2013 Year in Review: The 12 (More or Less) Best Things I Consumed This Year

I’d say the responses when I ask someone if they read my blog range anywhere from “I would have but it was waaaaay too long” or “I didn’t know you had a blog” to “No” and  “Sir, if you’re not going to buy anything, please leave.” So I’m gonna keep writing ’em and I tried to shorten this one; don’t be fooled by scrolling, the pictures take up most of the space. Since it’s the end of the year and everyone gets in the mood to dichotomize something about the last 365 days (and argue about the resulting lists), I thought I’d jump in the fray for once. This started because some good friends of mine have a habit of making a ’50 Favorite Songs of the Year’ list around this time; they’re ridiculously impressive, and since I can name about five albums total per year, I joked I was going to make a ‘Ten Best Things I Ate This Year’ list (with the cinnamon pop tart I found in the middle drawer of my desk at work a couple months ago looking like a VERY strong contender) but it ended up turning into something a little more fun. I cheated and changed it to things I “consumed” so I could widen the scope and then threw in some ties, some sketchy rankings and probably forgot like six crazy things that should all be included. Most things were released or happened this year, some weren’t, who cares!. Without further adieu, the twelve best things I consumed in 2013. Feel free to argue!

***

12. The Unfinished Swan (Video Game)

The other button throws black paint. It's surreal.

It’s surreal. And awesome.

So, this is a video game. Well, no, it isn’t really a video game; there are no villains or puzzles or points, so, maybe it’s more like an interactive piece of artwork (I think)? And I don’t know what’s weirder: that there are only two buttons that function and one of them is ‘jump’ which accomplishes you absolutely nothing at any point in the “game,” or that the plot follows a young boy chasing a swan that escaped a painting which is all in fact a grief-induced delusion brought on by his mother dying. Wow. How has this game’s marketing team not hired me by now? This would be worth your time and the five bucks it probably costs by now even if you gave up after the first “level.”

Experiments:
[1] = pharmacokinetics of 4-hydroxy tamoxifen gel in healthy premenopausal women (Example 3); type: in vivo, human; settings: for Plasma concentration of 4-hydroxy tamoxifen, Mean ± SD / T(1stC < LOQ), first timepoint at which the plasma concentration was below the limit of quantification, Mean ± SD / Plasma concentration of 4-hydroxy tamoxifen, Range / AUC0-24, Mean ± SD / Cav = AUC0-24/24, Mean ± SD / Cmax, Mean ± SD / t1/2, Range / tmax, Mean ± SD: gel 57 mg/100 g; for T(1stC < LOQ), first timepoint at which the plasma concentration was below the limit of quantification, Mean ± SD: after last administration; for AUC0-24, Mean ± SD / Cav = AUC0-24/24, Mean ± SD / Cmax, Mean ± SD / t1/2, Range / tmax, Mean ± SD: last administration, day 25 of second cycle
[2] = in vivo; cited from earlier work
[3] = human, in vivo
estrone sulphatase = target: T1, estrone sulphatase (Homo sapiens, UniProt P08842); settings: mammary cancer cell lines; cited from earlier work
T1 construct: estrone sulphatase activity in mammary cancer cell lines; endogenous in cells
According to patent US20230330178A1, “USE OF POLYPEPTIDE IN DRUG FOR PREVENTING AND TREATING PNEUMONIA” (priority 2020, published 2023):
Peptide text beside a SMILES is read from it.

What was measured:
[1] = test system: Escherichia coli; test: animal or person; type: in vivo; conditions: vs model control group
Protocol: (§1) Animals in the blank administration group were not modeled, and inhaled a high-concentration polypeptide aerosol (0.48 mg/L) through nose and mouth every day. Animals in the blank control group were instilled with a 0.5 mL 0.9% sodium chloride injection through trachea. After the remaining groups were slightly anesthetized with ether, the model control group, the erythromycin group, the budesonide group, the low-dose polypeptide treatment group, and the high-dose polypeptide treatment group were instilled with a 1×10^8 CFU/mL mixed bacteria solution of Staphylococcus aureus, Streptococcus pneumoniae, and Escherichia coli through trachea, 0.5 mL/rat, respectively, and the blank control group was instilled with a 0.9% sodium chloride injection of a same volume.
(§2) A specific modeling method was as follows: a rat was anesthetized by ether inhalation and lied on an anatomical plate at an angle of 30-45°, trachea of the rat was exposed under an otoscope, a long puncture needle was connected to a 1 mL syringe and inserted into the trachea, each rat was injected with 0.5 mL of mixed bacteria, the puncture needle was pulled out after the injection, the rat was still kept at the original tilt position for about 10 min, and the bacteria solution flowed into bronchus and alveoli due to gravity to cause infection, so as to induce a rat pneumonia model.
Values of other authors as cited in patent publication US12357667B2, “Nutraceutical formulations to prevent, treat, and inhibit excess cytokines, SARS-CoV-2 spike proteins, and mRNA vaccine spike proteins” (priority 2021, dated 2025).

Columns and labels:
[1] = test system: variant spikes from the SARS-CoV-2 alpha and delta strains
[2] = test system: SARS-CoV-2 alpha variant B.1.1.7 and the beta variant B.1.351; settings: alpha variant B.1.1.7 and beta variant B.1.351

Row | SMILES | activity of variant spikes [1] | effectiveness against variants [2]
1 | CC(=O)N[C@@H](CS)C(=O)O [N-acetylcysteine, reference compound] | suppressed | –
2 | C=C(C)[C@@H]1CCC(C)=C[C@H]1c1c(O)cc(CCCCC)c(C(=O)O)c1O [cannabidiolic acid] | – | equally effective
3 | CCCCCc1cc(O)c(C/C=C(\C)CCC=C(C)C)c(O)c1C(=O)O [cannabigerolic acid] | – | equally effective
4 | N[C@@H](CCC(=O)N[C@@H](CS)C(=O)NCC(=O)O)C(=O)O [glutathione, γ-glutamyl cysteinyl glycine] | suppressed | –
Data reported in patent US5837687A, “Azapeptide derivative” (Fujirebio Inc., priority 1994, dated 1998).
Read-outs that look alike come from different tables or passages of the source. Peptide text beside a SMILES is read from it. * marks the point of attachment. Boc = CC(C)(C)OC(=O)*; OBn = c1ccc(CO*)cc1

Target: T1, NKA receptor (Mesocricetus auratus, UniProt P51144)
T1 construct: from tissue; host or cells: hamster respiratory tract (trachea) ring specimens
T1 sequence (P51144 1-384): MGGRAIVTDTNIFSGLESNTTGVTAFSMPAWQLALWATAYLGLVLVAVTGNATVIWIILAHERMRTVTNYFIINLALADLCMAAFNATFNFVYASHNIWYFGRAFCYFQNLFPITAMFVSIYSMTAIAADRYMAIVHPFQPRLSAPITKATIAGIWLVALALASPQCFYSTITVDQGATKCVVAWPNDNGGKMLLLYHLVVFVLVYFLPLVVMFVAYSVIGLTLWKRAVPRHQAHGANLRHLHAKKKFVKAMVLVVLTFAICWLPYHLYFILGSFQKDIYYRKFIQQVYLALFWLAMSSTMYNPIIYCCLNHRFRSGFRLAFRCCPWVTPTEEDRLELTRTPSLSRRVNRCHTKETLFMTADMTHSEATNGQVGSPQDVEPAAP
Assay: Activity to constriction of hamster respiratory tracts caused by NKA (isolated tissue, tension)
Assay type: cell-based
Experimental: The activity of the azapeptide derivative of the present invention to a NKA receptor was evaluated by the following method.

11. Cheese Curds, The Old Fashioned, Madison, WI (Food)
If you don’t know what cheese curds are, I didn’t either until this year. Midwesterners are mad scientists of delicious things, so just Wikipedia them; they’re like rubbery pre-cheese. A friend and Madison native insisted I eat these when in town in August, proclaiming them the finest curds in America, and they were ridiculous. They were barely battered, barely fried, served with a funky horseradish-y sauce and one of them was the size of a Red Lobster Cheddar Bay Biscuit (Red Lobster, have your people call my people). I consumed them with the house’s namesake, an Old Fashioned, which I highly recommend, but drink not required. Curds very required. Required curds.

10. Every Possible Piece of Information or Media of the San Francisco Bat Kid (News)

Boys Batman Wish
Alright, everyone already knows this one (if you don’t, here. And here’s video. The 2:04 mark will destroy every ounce of negativity in your body.), but seriously, let’s count it off: adult’s enabling childish BS and imagination to come to life for something genuine? Check. Little kid made impossibly happy? Check. Big middle finger to terminal illnesses and crushed dreams? Check. Mass selflessness? Like twenty thousand checks. Every human who contributed to this happening is now tied for my life hero.

9. A Portland Timbers Soccer Game from the Timbers Army Section (Event)
I already dropped four thousand words on this one a couple months ago; here’s the link. It has pictures and some jokes! Be my guest if you missed it, are extra bored or insanely hung over from New Years right now and aren’t making decision with a sound mind. If all three, you win!

8. The Lone Bellow at Mill City Nights (Performance)